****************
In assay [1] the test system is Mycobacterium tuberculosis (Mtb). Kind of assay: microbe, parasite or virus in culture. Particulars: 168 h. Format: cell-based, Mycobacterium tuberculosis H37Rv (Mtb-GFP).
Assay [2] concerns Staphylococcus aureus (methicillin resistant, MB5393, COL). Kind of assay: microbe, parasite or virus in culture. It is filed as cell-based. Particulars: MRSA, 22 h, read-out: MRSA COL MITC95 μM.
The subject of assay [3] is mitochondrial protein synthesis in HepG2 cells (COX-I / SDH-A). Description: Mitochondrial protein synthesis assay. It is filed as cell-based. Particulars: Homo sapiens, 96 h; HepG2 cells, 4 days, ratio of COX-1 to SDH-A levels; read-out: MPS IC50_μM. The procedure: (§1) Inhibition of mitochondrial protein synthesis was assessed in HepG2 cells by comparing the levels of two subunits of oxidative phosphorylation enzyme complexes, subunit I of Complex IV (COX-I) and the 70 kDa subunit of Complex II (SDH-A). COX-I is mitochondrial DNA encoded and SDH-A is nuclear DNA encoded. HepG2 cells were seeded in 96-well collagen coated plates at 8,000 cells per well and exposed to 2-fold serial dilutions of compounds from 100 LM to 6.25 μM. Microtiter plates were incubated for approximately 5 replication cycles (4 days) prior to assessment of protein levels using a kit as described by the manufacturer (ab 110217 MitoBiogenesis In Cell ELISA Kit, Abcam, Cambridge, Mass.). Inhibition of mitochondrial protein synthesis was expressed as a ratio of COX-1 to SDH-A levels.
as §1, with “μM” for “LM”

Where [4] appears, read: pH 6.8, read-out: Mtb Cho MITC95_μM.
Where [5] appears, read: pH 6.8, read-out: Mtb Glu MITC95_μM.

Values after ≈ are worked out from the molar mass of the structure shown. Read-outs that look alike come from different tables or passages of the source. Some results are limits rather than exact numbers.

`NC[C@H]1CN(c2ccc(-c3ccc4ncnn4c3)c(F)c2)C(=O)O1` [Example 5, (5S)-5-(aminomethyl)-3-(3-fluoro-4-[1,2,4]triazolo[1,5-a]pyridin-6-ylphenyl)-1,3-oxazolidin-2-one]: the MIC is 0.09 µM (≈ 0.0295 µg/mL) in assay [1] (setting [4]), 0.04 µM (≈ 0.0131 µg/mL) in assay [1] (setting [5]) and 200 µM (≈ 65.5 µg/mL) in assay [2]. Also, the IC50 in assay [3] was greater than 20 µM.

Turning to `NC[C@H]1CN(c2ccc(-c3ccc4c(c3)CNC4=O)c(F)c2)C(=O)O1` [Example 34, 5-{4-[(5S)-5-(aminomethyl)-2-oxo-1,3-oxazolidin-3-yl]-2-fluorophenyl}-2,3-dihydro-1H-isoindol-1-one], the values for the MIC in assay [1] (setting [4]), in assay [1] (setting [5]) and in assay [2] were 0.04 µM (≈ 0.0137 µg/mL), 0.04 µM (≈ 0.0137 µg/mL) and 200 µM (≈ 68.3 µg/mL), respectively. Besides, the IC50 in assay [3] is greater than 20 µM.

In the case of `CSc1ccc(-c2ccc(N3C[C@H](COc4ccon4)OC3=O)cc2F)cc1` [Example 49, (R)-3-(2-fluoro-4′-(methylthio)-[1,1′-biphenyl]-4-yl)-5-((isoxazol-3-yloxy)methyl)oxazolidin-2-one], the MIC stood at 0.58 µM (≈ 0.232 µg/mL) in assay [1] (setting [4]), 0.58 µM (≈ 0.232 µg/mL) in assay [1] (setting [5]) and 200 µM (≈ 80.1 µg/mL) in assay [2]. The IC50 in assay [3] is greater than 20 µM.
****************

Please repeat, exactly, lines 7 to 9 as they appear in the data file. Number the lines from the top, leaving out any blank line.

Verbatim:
Values after ≈ are worked out from the molar mass of the structure shown. Read-outs that look alike come from different tables or passages of the source. Some results are limits rather than exact numbers.

`NC[C@H]1CN(c2ccc(-c3ccc4ncnn4c3)c(F)c2)C(=O)O1` [Example 5, (5S)-5-(aminomethyl)-3-(3-fluoro-4-[1,2,4]triazolo[1,5-a]pyridin-6-ylphenyl)-1,3-oxazolidin-2-one]: the MIC is 0.09 µM (≈ 0.0295 µg/mL) in assay [1] (setting [4]), 0.04 µM (≈ 0.0131 µg/mL) in assay [1] (setting [5]) and 200 µM (≈ 65.5 µg/mL) in assay [2]. Also, the IC50 in assay [3] was greater than 20 µM.

Turning to `NC[C@H]1CN(c2ccc(-c3ccc4c(c3)CNC4=O)c(F)c2)C(=O)O1` [Example 34, 5-{4-[(5S)-5-(aminomethyl)-2-oxo-1,3-oxazolidin-3-yl]-2-fluorophenyl}-2,3-dihydro-1H-isoindol-1-one], the values for the MIC in assay [1] (setting [4]), in assay [1] (setting [5]) and in assay [2] were 0.04 µM (≈ 0.0137 µg/mL), 0.04 µM (≈ 0.0137 µg/mL) and 200 µM (≈ 68.3 µg/mL), respectively. Besides, the IC50 in assay [3] is greater than 20 µM.